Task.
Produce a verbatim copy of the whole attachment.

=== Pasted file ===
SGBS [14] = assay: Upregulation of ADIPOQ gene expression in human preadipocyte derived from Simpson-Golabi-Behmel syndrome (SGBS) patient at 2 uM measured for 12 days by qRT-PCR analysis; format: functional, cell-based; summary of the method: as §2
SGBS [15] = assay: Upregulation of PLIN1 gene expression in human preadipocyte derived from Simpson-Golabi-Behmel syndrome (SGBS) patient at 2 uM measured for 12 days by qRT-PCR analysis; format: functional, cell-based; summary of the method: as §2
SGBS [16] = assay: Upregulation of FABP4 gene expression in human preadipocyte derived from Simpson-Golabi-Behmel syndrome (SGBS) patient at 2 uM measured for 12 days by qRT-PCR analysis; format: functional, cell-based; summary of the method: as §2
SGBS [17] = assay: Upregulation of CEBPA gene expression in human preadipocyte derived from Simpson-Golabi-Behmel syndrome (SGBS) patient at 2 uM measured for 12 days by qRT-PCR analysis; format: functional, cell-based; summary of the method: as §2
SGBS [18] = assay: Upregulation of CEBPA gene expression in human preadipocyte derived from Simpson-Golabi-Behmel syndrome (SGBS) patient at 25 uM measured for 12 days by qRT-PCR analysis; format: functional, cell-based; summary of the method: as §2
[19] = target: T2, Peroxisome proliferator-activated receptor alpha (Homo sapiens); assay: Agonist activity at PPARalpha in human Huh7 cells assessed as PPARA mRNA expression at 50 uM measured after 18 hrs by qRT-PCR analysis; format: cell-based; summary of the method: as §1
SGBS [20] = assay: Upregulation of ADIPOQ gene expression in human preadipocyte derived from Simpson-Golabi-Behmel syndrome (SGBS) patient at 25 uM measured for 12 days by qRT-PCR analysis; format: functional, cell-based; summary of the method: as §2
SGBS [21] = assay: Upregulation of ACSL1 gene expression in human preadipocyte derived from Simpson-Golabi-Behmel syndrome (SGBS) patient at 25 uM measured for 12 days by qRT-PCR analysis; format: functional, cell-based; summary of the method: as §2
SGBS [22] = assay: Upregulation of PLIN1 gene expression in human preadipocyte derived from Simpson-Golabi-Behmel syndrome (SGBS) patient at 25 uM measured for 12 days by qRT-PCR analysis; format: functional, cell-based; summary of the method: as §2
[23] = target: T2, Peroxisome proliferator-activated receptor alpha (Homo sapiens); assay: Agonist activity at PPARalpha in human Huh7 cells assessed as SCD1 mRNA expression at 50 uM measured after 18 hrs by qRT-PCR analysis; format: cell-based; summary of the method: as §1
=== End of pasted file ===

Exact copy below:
SGBS [14] = assay: Upregulation of ADIPOQ gene expression in human preadipocyte derived from Simpson-Golabi-Behmel syndrome (SGBS) patient at 2 uM measured for 12 days by qRT-PCR analysis; format: functional, cell-based; summary of the method: as §2
SGBS [15] = assay: Upregulation of PLIN1 gene expression in human preadipocyte derived from Simpson-Golabi-Behmel syndrome (SGBS) patient at 2 uM measured for 12 days by qRT-PCR analysis; format: functional, cell-based; summary of the method: as §2
SGBS [16] = assay: Upregulation of FABP4 gene expression in human preadipocyte derived from Simpson-Golabi-Behmel syndrome (SGBS) patient at 2 uM measured for 12 days by qRT-PCR analysis; format: functional, cell-based; summary of the method: as §2
SGBS [17] = assay: Upregulation of CEBPA gene expression in human preadipocyte derived from Simpson-Golabi-Behmel syndrome (SGBS) patient at 2 uM measured for 12 days by qRT-PCR analysis; format: functional, cell-based; summary of the method: as §2
SGBS [18] = assay: Upregulation of CEBPA gene expression in human preadipocyte derived from Simpson-Golabi-Behmel syndrome (SGBS) patient at 25 uM measured for 12 days by qRT-PCR analysis; format: functional, cell-based; summary of the method: as §2
[19] = target: T2, Peroxisome proliferator-activated receptor alpha (Homo sapiens); assay: Agonist activity at PPARalpha in human Huh7 cells assessed as PPARA mRNA expression at 50 uM measured after 18 hrs by qRT-PCR analysis; format: cell-based; summary of the method: as §1
SGBS [20] = assay: Upregulation of ADIPOQ gene expression in human preadipocyte derived from Simpson-Golabi-Behmel syndrome (SGBS) patient at 25 uM measured for 12 days by qRT-PCR analysis; format: functional, cell-based; summary of the method: as §2
SGBS [21] = assay: Upregulation of ACSL1 gene expression in human preadipocyte derived from Simpson-Golabi-Behmel syndrome (SGBS) patient at 25 uM measured for 12 days by qRT-PCR analysis; format: functional, cell-based; summary of the method: as §2
SGBS [22] = assay: Upregulation of PLIN1 gene expression in human preadipocyte derived from Simpson-Golabi-Behmel syndrome (SGBS) patient at 25 uM measured for 12 days by qRT-PCR analysis; format: functional, cell-based; summary of the method: as §2
[23] = target: T2, Peroxisome proliferator-activated receptor alpha (Homo sapiens); assay: Agonist activity at PPARalpha in human Huh7 cells assessed as SCD1 mRNA expression at 50 uM measured after 18 hrs by qRT-PCR analysis; format: cell-based; summary of the method: as §1